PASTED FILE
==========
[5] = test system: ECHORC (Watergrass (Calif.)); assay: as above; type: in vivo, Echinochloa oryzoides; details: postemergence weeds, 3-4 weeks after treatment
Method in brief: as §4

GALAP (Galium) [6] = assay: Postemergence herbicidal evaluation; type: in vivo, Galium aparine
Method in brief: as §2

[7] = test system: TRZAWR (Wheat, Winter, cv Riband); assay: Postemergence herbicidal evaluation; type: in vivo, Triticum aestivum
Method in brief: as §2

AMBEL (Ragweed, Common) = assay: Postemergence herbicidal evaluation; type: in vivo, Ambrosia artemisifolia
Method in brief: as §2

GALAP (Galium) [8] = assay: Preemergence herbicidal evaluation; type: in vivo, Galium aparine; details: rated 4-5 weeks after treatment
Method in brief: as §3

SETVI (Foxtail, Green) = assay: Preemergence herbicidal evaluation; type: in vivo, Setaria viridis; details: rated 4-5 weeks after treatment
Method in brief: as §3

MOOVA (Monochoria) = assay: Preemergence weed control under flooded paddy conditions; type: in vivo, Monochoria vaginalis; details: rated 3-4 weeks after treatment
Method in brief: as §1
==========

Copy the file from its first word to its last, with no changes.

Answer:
[5] = test system: ECHORC (Watergrass (Calif.)); assay: as above; type: in vivo, Echinochloa oryzoides; details: postemergence weeds, 3-4 weeks after treatment
Method in brief: as §4

GALAP (Galium) [6] = assay: Postemergence herbicidal evaluation; type: in vivo, Galium aparine
Method in brief: as §2

[7] = test system: TRZAWR (Wheat, Winter, cv Riband); assay: Postemergence herbicidal evaluation; type: in vivo, Triticum aestivum
Method in brief: as §2

AMBEL (Ragweed, Common) = assay: Postemergence herbicidal evaluation; type: in vivo, Ambrosia artemisifolia
Method in brief: as §2

GALAP (Galium) [8] = assay: Preemergence herbicidal evaluation; type: in vivo, Galium aparine; details: rated 4-5 weeks after treatment
Method in brief: as §3

SETVI (Foxtail, Green) = assay: Preemergence herbicidal evaluation; type: in vivo, Setaria viridis; details: rated 4-5 weeks after treatment
Method in brief: as §3

MOOVA (Monochoria) = assay: Preemergence weed control under flooded paddy conditions; type: in vivo, Monochoria vaginalis; details: rated 3-4 weeks after treatment
Method in brief: as §1